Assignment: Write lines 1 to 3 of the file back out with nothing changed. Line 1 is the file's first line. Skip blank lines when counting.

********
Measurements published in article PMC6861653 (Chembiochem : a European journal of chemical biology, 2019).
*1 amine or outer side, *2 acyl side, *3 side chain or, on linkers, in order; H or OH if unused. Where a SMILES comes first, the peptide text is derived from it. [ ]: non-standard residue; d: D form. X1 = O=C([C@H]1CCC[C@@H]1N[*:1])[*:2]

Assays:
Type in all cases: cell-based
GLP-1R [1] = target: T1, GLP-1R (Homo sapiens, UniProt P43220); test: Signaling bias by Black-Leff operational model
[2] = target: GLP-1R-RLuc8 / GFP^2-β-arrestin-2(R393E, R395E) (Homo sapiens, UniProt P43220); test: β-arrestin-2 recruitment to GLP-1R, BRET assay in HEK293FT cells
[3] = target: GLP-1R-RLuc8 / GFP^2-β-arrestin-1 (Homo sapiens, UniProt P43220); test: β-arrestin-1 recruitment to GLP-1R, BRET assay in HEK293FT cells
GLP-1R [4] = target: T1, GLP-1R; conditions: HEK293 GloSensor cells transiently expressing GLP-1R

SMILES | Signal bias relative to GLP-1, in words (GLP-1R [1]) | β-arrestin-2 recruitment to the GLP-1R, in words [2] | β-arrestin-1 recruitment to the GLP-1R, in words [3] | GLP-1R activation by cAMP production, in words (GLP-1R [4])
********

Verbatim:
Measurements published in article PMC6861653 (Chembiochem : a European journal of chemical biology, 2019).
*1 amine or outer side, *2 acyl side, *3 side chain or, on linkers, in order; H or OH if unused. Where a SMILES comes first, the peptide text is derived from it. [ ]: non-standard residue; d: D form. X1 = O=C([C@H]1CCC[C@@H]1N[*:1])[*:2]

Assays: